All Cheerleaders Die, 2013
Written and Directed by Lucky McKee and Chris Silverston
Starring Caitlin Stasey, Sianoa Smit-McPhee, Brooke Butler, Tom Williamson, Amanda Grace Cooper, Reanin Johannink, Nicholas S. Morrison, Chris Petrovski, Leigh Parker, Jordan Wilson
A rebel girl signs up a group of cheerleaders to help her take down the captain of their high school football team, but a supernatural turn of events thrusts the girls into a different battle.
All Cheerleaders Die harkens back to an era of films when Buffy the Vampire Slayer ruled TV and every teen horror was trying to be Scream. It’s a movie so dripping in 90s nostalgia, but never tries to force it upon its audience. It’s there if you want to relive the glory days of late 90s horrors aimed at the “me generation”, but it’s still its own movie – and a damn fine one too.
Like all good horrors with wacky plots, All Cheerleaders Die is a movie that never shies away from what makes it so likeable. It doesn’t play it safe at any point for fear of losing its audience and its rides the wave of madness from beginning to end. And while its a horror comedy on the surface, it also features some deeper social commentary that we’ve come to expect from Lucky McKee, whose brilliant The Woman still remains one of the best directed horror movies in the last few years.
All Cheerleaders Die is actually a remake of McKee and Silverstone’s own movie of the same name which they made straight out of college in 2001. They clearly wanted to make more movies in this cannon, but have said that they wanted a “fresh start” after making amateur mistakes all filmmakers make with their first movies. Since then, the pair have written and directed films with varying degrees of success (Silverston is the man behind the oft-mocked I Know Who Killed Me), but they have clearly grown and matured as filmmakers with this latest effort. The pair show great constraint as the movie slowly sets up its plot and characters so all of their actions in the remaining third of the movie have impact. Not hatching their eggs in the opening 20 minutes, All Cheerleader Die doesn’t really get going until the near 40-50 minute mark and its all the better for it.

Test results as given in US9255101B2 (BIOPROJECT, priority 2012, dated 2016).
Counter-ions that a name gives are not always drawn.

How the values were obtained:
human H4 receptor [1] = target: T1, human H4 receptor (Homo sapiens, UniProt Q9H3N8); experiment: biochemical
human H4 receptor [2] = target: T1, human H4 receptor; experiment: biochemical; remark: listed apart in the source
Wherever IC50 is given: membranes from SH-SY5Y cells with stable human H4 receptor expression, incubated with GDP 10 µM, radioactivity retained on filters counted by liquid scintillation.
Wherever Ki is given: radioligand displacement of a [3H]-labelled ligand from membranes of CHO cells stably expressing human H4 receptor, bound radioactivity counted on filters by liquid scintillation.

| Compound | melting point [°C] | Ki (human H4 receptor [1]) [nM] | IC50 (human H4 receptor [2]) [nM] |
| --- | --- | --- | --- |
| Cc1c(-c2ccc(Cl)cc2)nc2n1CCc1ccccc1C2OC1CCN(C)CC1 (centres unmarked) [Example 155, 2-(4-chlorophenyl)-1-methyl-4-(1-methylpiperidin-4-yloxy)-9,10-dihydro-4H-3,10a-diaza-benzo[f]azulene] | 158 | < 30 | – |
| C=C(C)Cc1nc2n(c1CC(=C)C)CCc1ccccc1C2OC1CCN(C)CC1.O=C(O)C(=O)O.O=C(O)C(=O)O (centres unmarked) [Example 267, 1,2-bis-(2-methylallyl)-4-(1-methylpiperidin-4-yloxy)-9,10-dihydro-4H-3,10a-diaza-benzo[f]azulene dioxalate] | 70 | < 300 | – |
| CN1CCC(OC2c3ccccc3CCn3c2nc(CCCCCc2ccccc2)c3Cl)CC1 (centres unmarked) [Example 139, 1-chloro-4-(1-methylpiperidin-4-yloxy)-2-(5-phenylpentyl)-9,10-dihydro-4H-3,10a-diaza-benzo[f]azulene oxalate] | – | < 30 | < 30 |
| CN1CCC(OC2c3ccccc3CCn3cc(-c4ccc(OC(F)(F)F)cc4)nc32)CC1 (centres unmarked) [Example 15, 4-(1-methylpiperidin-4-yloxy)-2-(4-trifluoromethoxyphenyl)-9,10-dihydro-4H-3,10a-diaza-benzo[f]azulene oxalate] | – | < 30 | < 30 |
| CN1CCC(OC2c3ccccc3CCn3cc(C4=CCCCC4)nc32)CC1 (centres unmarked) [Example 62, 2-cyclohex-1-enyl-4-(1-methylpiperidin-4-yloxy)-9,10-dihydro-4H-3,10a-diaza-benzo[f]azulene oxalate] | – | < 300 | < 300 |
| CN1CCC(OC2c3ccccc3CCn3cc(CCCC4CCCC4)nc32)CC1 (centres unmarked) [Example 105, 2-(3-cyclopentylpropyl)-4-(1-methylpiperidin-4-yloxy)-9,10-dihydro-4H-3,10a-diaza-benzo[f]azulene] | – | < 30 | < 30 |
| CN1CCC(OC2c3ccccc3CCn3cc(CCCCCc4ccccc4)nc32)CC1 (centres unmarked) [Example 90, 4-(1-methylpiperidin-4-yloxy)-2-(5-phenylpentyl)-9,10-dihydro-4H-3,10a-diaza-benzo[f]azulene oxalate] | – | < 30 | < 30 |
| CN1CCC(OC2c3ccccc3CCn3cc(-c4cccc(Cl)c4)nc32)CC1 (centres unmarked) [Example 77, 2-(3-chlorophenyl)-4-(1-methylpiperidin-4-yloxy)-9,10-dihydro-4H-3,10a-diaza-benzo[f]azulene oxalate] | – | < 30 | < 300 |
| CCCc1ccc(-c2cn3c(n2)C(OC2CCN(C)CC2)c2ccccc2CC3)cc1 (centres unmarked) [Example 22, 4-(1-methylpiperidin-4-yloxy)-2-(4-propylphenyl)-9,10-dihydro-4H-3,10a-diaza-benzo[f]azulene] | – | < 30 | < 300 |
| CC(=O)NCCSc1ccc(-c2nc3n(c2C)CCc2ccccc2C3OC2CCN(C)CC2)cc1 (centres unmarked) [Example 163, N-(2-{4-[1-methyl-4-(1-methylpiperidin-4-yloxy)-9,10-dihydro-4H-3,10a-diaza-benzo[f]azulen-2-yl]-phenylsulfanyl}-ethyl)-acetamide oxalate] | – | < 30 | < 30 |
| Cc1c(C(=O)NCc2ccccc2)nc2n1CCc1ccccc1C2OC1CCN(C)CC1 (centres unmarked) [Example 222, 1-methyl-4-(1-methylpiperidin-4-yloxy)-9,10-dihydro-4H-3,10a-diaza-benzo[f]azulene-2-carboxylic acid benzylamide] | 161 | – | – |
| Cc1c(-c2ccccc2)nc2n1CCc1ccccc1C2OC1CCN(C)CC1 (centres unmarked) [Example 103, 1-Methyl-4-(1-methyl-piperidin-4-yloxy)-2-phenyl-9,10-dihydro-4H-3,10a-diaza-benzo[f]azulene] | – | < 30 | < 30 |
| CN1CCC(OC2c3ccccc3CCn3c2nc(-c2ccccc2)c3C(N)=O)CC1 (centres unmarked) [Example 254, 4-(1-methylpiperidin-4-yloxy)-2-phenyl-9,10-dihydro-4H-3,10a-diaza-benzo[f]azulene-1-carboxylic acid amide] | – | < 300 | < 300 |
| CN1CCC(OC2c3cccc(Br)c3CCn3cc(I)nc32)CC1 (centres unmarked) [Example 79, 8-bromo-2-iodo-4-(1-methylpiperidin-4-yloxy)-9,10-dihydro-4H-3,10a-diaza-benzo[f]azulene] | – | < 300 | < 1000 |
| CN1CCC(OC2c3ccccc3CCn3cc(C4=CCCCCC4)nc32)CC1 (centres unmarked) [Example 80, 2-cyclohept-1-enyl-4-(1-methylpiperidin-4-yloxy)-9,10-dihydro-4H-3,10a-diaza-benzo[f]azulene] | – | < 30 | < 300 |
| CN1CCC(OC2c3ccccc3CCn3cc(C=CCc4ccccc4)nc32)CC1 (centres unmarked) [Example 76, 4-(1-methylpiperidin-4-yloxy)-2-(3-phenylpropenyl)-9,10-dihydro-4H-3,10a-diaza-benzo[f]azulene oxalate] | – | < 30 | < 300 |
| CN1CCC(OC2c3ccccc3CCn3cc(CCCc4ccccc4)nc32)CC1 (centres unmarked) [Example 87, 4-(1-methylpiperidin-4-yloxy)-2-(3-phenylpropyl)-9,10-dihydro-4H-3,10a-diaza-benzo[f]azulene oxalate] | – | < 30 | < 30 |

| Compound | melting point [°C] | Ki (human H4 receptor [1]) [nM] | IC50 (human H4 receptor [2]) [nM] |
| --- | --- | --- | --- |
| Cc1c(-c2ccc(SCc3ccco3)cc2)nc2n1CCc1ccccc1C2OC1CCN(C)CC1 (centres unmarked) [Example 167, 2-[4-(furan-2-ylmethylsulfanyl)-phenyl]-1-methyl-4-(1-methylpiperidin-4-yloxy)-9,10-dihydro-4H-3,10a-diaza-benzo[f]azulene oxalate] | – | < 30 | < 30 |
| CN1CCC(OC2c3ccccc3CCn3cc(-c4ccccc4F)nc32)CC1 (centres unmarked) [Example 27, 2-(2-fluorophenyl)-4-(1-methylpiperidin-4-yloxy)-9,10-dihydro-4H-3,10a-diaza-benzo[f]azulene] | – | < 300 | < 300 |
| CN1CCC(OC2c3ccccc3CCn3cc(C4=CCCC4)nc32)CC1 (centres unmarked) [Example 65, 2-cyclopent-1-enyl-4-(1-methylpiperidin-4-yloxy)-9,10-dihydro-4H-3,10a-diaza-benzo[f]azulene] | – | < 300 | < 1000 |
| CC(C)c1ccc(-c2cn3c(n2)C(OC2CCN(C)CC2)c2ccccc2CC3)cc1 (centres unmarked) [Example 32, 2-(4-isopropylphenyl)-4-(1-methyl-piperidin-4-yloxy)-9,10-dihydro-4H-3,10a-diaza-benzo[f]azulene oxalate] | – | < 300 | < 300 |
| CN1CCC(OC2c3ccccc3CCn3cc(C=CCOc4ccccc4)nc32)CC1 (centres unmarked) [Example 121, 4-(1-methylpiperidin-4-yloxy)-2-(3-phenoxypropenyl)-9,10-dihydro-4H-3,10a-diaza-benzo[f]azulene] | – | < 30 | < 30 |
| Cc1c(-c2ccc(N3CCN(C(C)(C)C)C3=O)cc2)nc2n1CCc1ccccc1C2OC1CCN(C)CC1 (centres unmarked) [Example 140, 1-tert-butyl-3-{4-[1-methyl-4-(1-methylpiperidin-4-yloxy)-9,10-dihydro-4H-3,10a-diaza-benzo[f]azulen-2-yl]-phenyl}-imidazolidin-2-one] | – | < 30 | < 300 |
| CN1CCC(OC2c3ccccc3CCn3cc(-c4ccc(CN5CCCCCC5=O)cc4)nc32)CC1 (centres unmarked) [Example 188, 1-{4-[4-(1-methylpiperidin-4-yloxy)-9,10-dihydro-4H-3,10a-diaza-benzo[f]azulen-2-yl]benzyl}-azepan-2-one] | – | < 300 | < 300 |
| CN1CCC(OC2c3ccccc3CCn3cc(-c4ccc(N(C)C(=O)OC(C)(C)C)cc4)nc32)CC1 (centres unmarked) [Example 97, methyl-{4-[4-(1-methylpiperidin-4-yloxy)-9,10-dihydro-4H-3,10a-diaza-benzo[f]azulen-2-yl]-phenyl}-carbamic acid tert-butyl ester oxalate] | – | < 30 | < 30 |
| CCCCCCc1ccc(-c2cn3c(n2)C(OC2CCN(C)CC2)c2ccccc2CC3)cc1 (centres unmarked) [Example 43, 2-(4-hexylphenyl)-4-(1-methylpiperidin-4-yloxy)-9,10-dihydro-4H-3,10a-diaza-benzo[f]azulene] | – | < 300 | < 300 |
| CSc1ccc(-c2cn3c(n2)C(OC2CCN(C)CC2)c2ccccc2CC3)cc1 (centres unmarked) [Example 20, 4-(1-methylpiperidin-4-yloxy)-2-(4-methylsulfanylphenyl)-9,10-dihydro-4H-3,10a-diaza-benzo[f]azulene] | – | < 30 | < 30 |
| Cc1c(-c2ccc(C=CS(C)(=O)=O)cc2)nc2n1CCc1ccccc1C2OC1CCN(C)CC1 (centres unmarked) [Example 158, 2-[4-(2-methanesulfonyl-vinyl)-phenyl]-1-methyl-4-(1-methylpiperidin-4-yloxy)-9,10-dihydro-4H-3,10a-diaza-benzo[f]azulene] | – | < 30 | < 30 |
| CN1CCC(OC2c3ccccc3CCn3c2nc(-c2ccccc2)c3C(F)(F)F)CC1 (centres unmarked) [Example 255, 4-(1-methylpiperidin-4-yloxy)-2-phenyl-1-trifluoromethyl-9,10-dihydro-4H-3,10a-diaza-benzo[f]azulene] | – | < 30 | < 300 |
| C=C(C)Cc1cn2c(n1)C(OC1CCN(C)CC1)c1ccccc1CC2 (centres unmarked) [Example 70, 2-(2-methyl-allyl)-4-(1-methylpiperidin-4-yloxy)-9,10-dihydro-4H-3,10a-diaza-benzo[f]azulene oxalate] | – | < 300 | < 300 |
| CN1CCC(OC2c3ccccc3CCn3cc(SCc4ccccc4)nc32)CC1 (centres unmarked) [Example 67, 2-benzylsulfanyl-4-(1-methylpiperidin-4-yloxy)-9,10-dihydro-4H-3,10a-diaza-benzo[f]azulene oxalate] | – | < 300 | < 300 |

It starts out like any other horror movie centred around teenagers, but when the girls are killed and brought back to life by the school’s outcast “wicker bullshit” enthusiast, it shifts into another gear. At a brisk 90-odd minutes, All Cheerleaders Die would have actually benefited from being slightly longer to allow the audience to fully enjoy the group adjust to their new way of life before the revenge side of the plot kicks in. It’s not a deal breaker as there are some truly brilliant moments during their first day back at school, but you just wish there was more of it.
The movie is marketed and pushed as a “horror comedy” and this is certainly a lot lighter in tone than the pair’s previous movies (McKee in particular), but there is more to All Cheerleaders Die than the poster and title suggest. It tackles taboo subjects like rape culture, violence against women and those who just turn a blind eye away from it. It goes to very dark places at times and it requires this group of actors to really bring their a-game which thankfully they do. It’s a brave move by the duo to address these issues head on in a movie which also features pretty funny necrophilia jokes, but they handle it very well.
All Cheerleader Die feels like it was made in the late 90s and then placed in a time capsule to be watched now and its an absolute blast. The cast all do a sterling job and McKee and Silverston have crafted a great script with superb direction. It’s funny when it needs to be, it’s powerful when required and it knows just how to get the balance right. It’s very silly at times, but that’s all part of the fun. All Cheerleaders Die is a great return to proper teen horror movies.
Flickering Myth Rating – Film: ★ ★ ★ / Movie: ★ ★ ★ ★
Luke Owen is the Deputy Editor of Flickering Myth and the host of the Flickering Myth Podcast. You can follow him on Twitter @LukeWritesStuff.